Featured Research

from universities, journals, and other organizations

Feeling left out can lead to risky financial decisions

Date:
August 1, 2013
Source:
American Psychological Association (APA)
Summary:
People who feel isolated are more inclined to make risker financial decisions for bigger payoffs, according to new research.

People who feel isolated are more inclined to make risker financial decisions for bigger payoffs, according to new research presented at the American Psychological Association's 121st Annual Convention.

In a presentation entitled "Effects of Social Exclusion on Financial Risk-Taking," Rod Duclos, PhD, assistant professor of marketing at the Hong Kong University of Science and Technology, described several experiments and a field survey that found the more often people felt excluded, the more they chose the longer odds for bigger lottery payoffs, took greater risks with their finances, bet on horse races and gambled in casinos.

"In the absence of social support, forlorn consumers apparently place more value on the power of money to secure what they want socially," he said.

In one experiment, 59 students played an online ball-tossing game designed to make them feel socially included or excluded. In a separate setting, they chose between two hypothetical gambles with very different odds, Duclos said. The socially excluded participants favored the riskier option more strongly than their included counterparts.

A second experiment used essay writing to make 168 students feel either excluded or included and found that the socially excluded participants were twice as likely to gamble as the students who felt included, he said. Another experiment with 35 students ruled out lower self-esteem as a trigger for risk-taking, through essay writing and a choice of lotteries. In a fourth experiment with 128 students, researchers found those who felt isolated did not take more risks than others if they were told that having more money would no longer result in social benefits.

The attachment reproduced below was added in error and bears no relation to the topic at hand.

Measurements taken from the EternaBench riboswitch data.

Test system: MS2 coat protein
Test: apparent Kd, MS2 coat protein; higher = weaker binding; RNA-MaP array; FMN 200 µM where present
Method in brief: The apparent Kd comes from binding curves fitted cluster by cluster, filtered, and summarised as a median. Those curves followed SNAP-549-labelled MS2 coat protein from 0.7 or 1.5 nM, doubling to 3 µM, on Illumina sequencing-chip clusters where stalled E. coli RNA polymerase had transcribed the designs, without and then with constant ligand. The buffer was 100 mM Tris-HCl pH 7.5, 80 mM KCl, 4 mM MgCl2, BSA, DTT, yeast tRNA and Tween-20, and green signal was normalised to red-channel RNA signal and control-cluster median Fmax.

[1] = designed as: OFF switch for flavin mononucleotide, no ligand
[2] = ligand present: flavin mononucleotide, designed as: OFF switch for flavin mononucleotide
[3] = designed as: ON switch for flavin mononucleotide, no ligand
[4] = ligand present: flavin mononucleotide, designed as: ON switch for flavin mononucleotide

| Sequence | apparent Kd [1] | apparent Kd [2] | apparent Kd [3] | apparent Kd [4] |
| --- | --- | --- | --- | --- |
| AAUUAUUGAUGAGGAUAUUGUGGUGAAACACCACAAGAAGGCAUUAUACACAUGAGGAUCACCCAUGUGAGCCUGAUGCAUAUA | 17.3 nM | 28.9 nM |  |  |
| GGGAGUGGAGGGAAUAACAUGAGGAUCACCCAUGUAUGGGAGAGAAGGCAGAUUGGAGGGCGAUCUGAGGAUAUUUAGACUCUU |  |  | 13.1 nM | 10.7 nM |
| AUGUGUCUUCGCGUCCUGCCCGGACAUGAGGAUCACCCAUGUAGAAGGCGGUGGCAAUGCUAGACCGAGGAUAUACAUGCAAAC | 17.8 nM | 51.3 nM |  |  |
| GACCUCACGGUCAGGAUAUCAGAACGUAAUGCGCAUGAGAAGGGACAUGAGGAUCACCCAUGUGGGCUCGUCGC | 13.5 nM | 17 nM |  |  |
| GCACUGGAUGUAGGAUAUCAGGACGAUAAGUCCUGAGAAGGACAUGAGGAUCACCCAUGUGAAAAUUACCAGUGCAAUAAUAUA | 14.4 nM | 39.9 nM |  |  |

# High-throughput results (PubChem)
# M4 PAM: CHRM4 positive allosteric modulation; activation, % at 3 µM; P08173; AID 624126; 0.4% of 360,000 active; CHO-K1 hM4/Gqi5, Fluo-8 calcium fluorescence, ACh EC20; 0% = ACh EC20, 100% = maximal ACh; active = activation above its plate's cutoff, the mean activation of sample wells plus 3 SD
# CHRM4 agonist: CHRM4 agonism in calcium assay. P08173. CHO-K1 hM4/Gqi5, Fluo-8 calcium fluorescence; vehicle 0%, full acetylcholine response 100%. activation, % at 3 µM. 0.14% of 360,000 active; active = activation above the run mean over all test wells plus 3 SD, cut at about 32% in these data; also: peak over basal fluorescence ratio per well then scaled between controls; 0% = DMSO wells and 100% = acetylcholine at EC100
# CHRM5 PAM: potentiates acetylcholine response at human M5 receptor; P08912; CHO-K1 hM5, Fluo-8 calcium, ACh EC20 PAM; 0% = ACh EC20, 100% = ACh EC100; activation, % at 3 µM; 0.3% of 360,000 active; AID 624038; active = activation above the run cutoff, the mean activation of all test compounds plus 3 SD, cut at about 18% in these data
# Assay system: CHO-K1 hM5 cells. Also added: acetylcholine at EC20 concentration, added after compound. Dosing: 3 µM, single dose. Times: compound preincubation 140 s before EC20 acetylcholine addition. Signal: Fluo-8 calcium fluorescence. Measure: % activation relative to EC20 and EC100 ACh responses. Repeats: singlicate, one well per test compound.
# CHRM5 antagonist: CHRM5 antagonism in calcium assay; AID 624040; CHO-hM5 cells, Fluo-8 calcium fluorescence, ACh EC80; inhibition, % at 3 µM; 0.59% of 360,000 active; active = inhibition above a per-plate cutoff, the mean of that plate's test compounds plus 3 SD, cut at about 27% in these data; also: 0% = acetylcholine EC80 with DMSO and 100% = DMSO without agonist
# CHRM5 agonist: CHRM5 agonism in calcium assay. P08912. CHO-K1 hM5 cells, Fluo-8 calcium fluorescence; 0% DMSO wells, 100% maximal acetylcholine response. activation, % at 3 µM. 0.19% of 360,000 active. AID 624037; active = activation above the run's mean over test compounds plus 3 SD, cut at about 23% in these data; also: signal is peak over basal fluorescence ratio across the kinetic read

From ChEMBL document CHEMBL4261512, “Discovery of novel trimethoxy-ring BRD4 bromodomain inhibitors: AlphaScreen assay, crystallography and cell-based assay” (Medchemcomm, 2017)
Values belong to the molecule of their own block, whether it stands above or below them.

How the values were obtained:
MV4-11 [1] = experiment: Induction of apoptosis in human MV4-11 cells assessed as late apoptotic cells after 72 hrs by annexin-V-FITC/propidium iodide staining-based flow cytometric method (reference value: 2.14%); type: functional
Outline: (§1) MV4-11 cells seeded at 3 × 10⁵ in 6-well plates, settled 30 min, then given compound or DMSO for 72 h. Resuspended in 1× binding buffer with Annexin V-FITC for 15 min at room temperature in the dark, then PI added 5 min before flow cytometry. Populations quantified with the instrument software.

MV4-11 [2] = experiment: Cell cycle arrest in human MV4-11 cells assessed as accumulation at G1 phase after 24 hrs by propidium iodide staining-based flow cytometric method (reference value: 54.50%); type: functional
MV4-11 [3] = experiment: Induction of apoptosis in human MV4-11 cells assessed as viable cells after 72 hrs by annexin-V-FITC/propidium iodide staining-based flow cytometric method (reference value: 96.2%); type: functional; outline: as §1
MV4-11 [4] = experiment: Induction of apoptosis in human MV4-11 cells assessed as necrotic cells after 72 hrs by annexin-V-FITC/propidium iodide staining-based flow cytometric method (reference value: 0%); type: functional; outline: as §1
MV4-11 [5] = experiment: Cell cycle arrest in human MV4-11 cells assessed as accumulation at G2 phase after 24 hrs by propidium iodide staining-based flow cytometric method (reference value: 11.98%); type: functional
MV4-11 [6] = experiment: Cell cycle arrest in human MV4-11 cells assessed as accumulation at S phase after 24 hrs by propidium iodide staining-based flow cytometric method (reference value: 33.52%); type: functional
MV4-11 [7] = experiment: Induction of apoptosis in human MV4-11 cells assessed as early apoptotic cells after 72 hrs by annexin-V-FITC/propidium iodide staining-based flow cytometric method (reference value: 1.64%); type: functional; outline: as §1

For a real-world demonstration, a team of trained research assistants interviewed individuals at malls, parks and subway stations, according to Duclos. They asked participants to choose between two lotteries, one that offered an 80 percent chance to win $200 and a 20 percent chance to win nothing and another that offered a 20 percent chance to win $800 and an 80 percent chance to win nothing. The research assistants then asked participants what proportion of their disposable income they had in low versus high-risk investments, how often they bet on horse racing, how often they gambled in casinos, and how often on a scale of 1-4 (1 = never, 4 = often) they felt socially excluded. There were clear positive relationships between the degree to which participants felt socially excluded and how much risk they took, Duclos said.

"Some marketers with questionable ethics may target demographic groups likely to suffer from social exclusion, such as the elderly, divorcees, and widows or widowers," Duclos said. "Others may be tempted to isolate, physically or psychologically, prospective clients during financial negotiations since doing so may result in larger commissions. By illustrating how common experiences such as feeling rejected or accepted can affect consumers' financial decisions, our research can help people make more informed decisions."